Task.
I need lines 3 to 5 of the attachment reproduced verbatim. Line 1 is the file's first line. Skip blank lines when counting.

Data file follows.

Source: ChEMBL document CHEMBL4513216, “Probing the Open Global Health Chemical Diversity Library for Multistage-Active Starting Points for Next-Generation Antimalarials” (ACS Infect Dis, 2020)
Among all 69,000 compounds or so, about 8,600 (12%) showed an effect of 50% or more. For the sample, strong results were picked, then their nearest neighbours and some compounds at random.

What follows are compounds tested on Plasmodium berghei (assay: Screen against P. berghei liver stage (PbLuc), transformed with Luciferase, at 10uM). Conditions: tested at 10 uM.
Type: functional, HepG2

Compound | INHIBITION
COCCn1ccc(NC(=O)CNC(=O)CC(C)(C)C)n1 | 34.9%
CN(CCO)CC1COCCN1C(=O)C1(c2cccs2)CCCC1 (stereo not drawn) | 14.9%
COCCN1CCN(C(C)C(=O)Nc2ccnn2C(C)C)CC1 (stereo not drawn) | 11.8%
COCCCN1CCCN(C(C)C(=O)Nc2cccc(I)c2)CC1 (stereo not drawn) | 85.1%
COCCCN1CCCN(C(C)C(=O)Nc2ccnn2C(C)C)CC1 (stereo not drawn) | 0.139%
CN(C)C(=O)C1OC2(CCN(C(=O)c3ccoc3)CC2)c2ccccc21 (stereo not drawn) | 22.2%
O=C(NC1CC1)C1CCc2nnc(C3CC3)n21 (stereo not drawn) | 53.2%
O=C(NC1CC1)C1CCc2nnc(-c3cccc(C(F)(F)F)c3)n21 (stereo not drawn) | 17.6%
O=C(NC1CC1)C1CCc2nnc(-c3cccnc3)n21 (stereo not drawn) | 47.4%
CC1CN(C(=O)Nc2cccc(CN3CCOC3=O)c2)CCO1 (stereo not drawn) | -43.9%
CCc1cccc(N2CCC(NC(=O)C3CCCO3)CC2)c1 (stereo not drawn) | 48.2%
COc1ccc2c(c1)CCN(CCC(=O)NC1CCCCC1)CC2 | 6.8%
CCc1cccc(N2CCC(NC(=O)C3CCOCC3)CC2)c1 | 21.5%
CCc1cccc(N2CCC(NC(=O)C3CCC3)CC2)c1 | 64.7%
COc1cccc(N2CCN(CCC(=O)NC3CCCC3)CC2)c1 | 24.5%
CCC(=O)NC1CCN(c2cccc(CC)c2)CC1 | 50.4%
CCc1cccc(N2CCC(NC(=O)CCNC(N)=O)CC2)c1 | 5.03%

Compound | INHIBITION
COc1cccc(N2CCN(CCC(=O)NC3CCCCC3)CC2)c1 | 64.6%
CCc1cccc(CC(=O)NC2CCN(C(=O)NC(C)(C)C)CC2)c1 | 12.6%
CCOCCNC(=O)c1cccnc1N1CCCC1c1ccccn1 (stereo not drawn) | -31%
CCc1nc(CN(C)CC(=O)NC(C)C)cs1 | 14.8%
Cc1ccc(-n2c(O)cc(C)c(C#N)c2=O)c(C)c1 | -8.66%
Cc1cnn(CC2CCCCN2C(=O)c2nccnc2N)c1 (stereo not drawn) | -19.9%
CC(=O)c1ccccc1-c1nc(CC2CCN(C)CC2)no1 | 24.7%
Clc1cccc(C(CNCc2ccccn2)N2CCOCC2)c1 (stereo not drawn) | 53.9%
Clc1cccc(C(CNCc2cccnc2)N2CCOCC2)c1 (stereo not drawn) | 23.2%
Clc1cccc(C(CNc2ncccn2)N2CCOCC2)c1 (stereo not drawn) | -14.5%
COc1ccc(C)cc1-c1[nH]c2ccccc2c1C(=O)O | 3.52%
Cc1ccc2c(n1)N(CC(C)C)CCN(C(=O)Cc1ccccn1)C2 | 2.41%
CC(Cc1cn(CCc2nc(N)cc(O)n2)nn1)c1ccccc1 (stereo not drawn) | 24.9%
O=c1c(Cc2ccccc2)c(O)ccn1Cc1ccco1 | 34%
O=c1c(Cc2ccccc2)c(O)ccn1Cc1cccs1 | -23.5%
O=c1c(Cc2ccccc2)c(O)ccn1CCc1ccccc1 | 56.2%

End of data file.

What follows are compounds tested on Plasmodium berghei (assay: Screen against P. berghei liver stage (PbLuc), transformed with Luciferase, at 10uM). Conditions: tested at 10 uM.
Type: functional, HepG2

Compound | INHIBITION